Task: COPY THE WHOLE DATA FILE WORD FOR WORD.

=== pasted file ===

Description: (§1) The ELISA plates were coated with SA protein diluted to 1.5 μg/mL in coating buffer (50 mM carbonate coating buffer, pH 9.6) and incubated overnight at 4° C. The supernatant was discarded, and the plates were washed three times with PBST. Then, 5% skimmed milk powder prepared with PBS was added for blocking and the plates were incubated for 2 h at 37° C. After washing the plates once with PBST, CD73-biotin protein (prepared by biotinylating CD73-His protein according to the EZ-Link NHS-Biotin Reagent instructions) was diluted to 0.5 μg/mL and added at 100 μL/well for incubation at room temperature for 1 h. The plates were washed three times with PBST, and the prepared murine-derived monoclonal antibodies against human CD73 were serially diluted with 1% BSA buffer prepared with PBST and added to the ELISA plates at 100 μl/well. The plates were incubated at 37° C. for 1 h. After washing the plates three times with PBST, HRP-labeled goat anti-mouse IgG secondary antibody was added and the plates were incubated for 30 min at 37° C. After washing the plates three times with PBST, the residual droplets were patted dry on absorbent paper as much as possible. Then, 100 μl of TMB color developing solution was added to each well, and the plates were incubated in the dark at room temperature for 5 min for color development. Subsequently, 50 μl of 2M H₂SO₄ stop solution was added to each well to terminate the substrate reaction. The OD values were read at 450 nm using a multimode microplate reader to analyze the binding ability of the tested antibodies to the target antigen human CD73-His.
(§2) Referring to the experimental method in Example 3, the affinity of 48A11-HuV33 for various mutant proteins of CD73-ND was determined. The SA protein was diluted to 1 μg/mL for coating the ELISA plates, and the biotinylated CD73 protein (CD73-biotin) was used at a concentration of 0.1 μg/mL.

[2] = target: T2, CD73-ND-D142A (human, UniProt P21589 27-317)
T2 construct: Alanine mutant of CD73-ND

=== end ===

Description: (§1) The ELISA plates were coated with SA protein diluted to 1.5 μg/mL in coating buffer (50 mM carbonate coating buffer, pH 9.6) and incubated overnight at 4° C. The supernatant was discarded, and the plates were washed three times with PBST. Then, 5% skimmed milk powder prepared with PBS was added for blocking and the plates were incubated for 2 h at 37° C. After washing the plates once with PBST, CD73-biotin protein (prepared by biotinylating CD73-His protein according to the EZ-Link NHS-Biotin Reagent instructions) was diluted to 0.5 μg/mL and added at 100 μL/well for incubation at room temperature for 1 h. The plates were washed three times with PBST, and the prepared murine-derived monoclonal antibodies against human CD73 were serially diluted with 1% BSA buffer prepared with PBST and added to the ELISA plates at 100 μl/well. The plates were incubated at 37° C. for 1 h. After washing the plates three times with PBST, HRP-labeled goat anti-mouse IgG secondary antibody was added and the plates were incubated for 30 min at 37° C. After washing the plates three times with PBST, the residual droplets were patted dry on absorbent paper as much as possible. Then, 100 μl of TMB color developing solution was added to each well, and the plates were incubated in the dark at room temperature for 5 min for color development. Subsequently, 50 μl of 2M H₂SO₄ stop solution was added to each well to terminate the substrate reaction. The OD values were read at 450 nm using a multimode microplate reader to analyze the binding ability of the tested antibodies to the target antigen human CD73-His.
(§2) Referring to the experimental method in Example 3, the affinity of 48A11-HuV33 for various mutant proteins of CD73-ND was determined. The SA protein was diluted to 1 μg/mL for coating the ELISA plates, and the biotinylated CD73 protein (CD73-biotin) was used at a concentration of 0.1 μg/mL.

[2] = target: T2, CD73-ND-D142A (human, UniProt P21589 27-317)
T2 construct: Alanine mutant of CD73-ND